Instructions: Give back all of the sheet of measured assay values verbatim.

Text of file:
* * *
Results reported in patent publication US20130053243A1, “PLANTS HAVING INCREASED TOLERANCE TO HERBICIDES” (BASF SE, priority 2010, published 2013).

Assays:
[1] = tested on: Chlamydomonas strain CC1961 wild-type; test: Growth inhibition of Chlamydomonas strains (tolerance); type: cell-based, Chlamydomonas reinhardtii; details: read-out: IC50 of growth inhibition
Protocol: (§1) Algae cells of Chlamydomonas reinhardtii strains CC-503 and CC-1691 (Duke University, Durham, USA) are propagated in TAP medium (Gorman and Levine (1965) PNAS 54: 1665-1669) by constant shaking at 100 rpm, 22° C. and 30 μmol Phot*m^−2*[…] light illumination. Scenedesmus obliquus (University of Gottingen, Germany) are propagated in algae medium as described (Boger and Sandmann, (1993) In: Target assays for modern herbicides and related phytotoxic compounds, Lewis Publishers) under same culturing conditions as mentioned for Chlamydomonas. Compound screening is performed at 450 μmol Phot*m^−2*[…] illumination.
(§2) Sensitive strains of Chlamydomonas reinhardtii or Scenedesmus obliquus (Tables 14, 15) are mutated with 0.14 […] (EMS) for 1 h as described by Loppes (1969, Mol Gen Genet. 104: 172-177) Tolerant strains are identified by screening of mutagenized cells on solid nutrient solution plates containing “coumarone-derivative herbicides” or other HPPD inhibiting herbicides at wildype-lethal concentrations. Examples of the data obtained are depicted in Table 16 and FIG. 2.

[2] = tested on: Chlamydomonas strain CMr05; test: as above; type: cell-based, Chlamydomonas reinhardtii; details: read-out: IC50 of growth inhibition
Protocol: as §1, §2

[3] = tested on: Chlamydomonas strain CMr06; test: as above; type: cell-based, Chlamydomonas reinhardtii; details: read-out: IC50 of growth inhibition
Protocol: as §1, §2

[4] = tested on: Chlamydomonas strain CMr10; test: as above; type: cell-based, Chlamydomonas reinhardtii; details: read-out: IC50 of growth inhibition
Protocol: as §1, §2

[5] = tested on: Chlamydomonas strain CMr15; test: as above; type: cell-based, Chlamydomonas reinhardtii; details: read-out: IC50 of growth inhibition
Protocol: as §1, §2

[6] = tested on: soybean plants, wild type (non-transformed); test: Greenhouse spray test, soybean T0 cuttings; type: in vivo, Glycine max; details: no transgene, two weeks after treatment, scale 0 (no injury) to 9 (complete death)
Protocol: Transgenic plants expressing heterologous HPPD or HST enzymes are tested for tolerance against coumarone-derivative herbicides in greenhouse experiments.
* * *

Results reported in patent publication US20130053243A1, “PLANTS HAVING INCREASED TOLERANCE TO HERBICIDES” (BASF SE, priority 2010, published 2013).

Assays:
[1] = tested on: Chlamydomonas strain CC1961 wild-type; test: Growth inhibition of Chlamydomonas strains (tolerance); type: cell-based, Chlamydomonas reinhardtii; details: read-out: IC50 of growth inhibition
Protocol: (§1) Algae cells of Chlamydomonas reinhardtii strains CC-503 and CC-1691 (Duke University, Durham, USA) are propagated in TAP medium (Gorman and Levine (1965) PNAS 54: 1665-1669) by constant shaking at 100 rpm, 22° C. and 30 μmol Phot*m^−2*[…] light illumination. Scenedesmus obliquus (University of Gottingen, Germany) are propagated in algae medium as described (Boger and Sandmann, (1993) In: Target assays for modern herbicides and related phytotoxic compounds, Lewis Publishers) under same culturing conditions as mentioned for Chlamydomonas. Compound screening is performed at 450 μmol Phot*m^−2*[…] illumination.
(§2) Sensitive strains of Chlamydomonas reinhardtii or Scenedesmus obliquus (Tables 14, 15) are mutated with 0.14 […] (EMS) for 1 h as described by Loppes (1969, Mol Gen Genet. 104: 172-177) Tolerant strains are identified by screening of mutagenized cells on solid nutrient solution plates containing “coumarone-derivative herbicides” or other HPPD inhibiting herbicides at wildype-lethal concentrations. Examples of the data obtained are depicted in Table 16 and FIG. 2.

[2] = tested on: Chlamydomonas strain CMr05; test: as above; type: cell-based, Chlamydomonas reinhardtii; details: read-out: IC50 of growth inhibition
Protocol: as §1, §2

[3] = tested on: Chlamydomonas strain CMr06; test: as above; type: cell-based, Chlamydomonas reinhardtii; details: read-out: IC50 of growth inhibition
Protocol: as §1, §2

[4] = tested on: Chlamydomonas strain CMr10; test: as above; type: cell-based, Chlamydomonas reinhardtii; details: read-out: IC50 of growth inhibition
Protocol: as §1, §2

[5] = tested on: Chlamydomonas strain CMr15; test: as above; type: cell-based, Chlamydomonas reinhardtii; details: read-out: IC50 of growth inhibition
Protocol: as §1, §2

[6] = tested on: soybean plants, wild type (non-transformed); test: Greenhouse spray test, soybean T0 cuttings; type: in vivo, Glycine max; details: no transgene, two weeks after treatment, scale 0 (no injury) to 9 (complete death)
Protocol: Transgenic plants expressing heterologous HPPD or HST enzymes are tested for tolerance against coumarone-derivative herbicides in greenhouse experiments.